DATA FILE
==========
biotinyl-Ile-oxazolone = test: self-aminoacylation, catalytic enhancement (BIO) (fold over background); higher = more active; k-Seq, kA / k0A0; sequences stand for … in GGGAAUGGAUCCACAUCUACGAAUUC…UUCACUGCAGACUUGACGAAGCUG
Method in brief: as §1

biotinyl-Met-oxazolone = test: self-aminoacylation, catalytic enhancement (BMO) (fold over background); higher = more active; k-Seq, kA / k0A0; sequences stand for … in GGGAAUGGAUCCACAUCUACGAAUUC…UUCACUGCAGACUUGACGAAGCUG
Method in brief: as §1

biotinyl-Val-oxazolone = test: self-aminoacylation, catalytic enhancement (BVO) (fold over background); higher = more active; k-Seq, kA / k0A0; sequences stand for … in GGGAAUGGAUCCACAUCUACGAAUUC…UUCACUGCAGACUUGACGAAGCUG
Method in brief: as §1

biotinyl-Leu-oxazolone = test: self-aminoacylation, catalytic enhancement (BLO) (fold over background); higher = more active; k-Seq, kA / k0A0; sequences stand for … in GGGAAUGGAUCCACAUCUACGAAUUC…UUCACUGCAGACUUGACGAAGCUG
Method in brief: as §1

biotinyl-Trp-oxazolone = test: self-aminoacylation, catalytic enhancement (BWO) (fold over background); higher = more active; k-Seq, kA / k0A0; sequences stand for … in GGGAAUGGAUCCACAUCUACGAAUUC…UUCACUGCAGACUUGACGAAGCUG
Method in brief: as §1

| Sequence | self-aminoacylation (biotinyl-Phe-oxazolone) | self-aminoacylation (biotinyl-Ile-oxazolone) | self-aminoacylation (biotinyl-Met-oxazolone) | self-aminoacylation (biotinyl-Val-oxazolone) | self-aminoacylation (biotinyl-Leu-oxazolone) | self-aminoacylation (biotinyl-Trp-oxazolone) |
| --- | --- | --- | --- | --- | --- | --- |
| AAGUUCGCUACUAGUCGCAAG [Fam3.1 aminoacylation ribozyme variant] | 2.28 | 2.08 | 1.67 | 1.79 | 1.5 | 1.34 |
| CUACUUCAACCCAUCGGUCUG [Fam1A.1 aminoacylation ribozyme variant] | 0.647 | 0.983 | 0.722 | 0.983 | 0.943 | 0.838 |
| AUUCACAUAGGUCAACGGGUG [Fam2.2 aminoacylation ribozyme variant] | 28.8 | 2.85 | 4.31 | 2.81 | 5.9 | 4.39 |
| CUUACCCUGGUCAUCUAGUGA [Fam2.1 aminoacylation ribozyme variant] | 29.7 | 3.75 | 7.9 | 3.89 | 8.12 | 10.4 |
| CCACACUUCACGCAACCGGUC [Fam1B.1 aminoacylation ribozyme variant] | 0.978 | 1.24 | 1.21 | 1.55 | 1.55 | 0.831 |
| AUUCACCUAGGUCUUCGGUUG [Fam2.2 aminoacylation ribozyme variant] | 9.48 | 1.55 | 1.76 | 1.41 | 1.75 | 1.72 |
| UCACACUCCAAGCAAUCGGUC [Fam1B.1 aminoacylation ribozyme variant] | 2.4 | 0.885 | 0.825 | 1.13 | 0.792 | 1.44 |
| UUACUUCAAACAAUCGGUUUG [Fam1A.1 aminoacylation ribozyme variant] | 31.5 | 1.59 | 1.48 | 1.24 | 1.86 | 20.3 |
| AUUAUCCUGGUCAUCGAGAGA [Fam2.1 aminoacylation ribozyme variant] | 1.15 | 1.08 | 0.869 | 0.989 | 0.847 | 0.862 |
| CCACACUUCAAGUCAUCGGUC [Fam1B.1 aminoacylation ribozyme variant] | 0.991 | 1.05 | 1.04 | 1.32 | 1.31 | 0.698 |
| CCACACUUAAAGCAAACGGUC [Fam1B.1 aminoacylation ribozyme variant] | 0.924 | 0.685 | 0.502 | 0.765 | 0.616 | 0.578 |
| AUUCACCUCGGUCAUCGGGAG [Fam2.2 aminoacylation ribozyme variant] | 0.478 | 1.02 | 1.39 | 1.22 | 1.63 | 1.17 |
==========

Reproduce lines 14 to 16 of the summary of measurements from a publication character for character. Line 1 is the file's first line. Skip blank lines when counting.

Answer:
| CUACUUCAACCCAUCGGUCUG [Fam1A.1 aminoacylation ribozyme variant] | 0.647 | 0.983 | 0.722 | 0.983 | 0.943 | 0.838 |
| AUUCACAUAGGUCAACGGGUG [Fam2.2 aminoacylation ribozyme variant] | 28.8 | 2.85 | 4.31 | 2.81 | 5.9 | 4.39 |
| CUUACCCUGGUCAUCUAGUGA [Fam2.1 aminoacylation ribozyme variant] | 29.7 | 3.75 | 7.9 | 3.89 | 8.12 | 10.4 |